Financier J. Christopher Flowers won U.S. approval to buy a two-branch bank in New Jersey, in a rare bank takeover by a private equity fund manager that might revive a debate about such investors' role in the banking system, according to Bloomberg.
The U.S. Office of Thrift Supervision cleared the purchase of the Saddle River Valley Bank by seven funds set up for that purpose by Mr. Flowers, according to an Oct. 14 approval letter on the OTS website. The bank has $82.8 million of assets. Terms of the deal weren't disclosed.
Federal regulators restrict private equity investments in banks, arguing that such owners might put depositors' money at risk. The OTS' decision last year to allow a similar takeover in Michigan sparked criticism from Congress and tighter regulation by the Federal Deposit Insurance Corp.
“For private equity firms, there may still be some flexibility in the thrift charter for them to invest in banks,” said Ralph “Chip” MacDonald, an Atlanta-based banking lawyer at Jones Day.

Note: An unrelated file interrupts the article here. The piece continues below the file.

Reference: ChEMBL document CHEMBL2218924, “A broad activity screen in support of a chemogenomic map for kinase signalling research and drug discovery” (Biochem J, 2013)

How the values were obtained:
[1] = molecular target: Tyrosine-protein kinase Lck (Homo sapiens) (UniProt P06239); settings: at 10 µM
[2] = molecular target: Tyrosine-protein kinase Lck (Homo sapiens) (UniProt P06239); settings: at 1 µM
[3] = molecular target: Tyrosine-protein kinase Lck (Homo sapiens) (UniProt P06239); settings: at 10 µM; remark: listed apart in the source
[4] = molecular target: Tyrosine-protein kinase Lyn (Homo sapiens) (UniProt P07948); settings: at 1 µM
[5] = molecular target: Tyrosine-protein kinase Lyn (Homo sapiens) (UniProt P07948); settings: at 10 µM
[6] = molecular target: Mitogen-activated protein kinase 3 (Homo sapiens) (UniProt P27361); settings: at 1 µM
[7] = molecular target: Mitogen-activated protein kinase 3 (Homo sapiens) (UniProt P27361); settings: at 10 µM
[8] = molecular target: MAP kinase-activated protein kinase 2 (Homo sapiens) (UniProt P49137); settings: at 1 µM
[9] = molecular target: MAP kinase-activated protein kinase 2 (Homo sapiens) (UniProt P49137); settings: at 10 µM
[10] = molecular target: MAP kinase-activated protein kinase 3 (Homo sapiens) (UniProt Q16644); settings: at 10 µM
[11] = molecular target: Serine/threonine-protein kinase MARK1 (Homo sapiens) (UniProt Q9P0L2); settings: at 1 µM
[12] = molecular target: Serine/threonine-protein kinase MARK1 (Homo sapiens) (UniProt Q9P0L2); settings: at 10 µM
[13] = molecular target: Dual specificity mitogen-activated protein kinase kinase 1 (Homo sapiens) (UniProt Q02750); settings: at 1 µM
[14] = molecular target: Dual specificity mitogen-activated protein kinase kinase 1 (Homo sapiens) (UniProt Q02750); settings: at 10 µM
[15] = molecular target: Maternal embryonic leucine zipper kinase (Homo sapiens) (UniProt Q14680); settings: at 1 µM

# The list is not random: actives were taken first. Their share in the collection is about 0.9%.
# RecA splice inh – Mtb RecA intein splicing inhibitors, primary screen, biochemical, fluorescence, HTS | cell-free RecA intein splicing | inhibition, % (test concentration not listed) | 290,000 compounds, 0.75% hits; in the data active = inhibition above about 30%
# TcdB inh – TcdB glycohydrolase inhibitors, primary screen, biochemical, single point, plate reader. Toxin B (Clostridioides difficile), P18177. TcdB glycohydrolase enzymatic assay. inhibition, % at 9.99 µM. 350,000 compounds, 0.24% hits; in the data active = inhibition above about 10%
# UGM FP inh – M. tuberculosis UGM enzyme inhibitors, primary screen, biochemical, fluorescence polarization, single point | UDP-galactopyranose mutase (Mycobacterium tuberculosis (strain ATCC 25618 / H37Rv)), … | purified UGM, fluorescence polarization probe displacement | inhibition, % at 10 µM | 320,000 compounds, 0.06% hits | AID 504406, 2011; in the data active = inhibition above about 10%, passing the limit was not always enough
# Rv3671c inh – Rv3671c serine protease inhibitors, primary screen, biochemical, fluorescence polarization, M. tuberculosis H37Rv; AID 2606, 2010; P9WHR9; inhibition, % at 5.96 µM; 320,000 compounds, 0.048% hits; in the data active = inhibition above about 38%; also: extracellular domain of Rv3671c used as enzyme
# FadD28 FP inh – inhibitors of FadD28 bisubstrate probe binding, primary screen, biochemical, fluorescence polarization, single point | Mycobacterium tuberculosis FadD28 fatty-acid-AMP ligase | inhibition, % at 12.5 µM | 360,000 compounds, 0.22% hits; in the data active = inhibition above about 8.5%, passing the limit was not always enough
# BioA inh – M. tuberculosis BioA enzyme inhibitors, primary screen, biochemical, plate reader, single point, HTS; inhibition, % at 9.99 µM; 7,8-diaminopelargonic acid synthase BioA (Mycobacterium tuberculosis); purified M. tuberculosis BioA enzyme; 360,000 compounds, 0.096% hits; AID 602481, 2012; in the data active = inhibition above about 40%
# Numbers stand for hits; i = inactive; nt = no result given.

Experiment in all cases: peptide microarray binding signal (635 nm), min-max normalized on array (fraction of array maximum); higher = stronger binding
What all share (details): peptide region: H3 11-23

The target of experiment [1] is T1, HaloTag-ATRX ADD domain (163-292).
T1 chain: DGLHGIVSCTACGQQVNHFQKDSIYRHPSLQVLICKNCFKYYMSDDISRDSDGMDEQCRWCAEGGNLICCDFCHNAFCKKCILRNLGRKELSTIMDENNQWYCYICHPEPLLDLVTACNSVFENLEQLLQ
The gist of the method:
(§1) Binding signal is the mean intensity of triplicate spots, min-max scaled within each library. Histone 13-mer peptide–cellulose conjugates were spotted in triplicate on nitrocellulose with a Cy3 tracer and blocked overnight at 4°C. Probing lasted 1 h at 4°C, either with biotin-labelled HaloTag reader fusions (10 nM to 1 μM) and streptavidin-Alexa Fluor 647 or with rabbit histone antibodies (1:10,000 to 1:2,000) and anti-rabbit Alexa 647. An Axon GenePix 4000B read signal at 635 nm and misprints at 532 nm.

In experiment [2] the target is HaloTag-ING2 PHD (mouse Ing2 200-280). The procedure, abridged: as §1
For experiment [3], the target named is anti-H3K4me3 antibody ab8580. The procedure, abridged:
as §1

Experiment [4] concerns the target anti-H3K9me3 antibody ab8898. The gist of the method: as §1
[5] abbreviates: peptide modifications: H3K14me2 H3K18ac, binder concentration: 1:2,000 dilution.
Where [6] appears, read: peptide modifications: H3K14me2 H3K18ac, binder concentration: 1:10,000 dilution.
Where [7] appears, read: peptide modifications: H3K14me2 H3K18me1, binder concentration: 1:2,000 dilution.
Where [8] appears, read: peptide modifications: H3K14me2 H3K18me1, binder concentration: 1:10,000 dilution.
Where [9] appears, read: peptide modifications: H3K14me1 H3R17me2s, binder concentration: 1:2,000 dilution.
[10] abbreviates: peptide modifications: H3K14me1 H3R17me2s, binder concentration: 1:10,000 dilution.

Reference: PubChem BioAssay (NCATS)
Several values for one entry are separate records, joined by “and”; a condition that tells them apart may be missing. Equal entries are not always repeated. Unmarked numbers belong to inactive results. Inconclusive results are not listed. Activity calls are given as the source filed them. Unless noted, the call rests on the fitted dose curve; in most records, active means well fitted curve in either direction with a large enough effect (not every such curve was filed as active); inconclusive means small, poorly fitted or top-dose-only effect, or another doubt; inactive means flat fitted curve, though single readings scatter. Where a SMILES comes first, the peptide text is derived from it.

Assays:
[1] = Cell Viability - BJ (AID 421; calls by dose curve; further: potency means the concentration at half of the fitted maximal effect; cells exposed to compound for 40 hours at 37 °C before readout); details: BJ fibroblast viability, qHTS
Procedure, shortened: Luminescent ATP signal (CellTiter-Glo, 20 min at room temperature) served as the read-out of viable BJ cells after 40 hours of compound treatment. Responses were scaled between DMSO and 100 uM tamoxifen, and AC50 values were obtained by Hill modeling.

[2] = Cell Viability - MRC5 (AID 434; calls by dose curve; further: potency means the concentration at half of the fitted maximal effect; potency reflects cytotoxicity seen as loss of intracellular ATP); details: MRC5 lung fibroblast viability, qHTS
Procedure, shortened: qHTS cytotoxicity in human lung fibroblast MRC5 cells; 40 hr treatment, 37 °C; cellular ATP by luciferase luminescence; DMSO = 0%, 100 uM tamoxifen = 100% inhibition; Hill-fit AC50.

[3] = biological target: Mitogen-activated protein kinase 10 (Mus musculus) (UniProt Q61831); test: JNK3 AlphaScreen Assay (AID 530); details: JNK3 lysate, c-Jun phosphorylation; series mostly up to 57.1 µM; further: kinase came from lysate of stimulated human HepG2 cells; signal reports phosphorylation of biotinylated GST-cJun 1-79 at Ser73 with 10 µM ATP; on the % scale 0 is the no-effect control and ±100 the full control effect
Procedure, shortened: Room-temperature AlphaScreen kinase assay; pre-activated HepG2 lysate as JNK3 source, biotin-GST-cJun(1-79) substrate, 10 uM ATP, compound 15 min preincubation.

The Saddle River bank transaction is the first so-called silo deal by a private equity fund manager, which walls off the stake from other investments, that the OTS has approved since 2009, according to William Ruberry, a spokesman for the agency. He declined to comment further.
“We can't comment on a pending transaction,” said John Bianchi, a spokesman for buyout firm J.C. Flowers & Co.
Last year, J.C. Flowers & Co., helped lead a group of private equity and hedge fund managers to pump $1.55 billion into the collapsed IndyMac Bank in California. That transaction avoided restrictions on private equity investments in banks by distributing ownership among enough partners that no fund manager has control.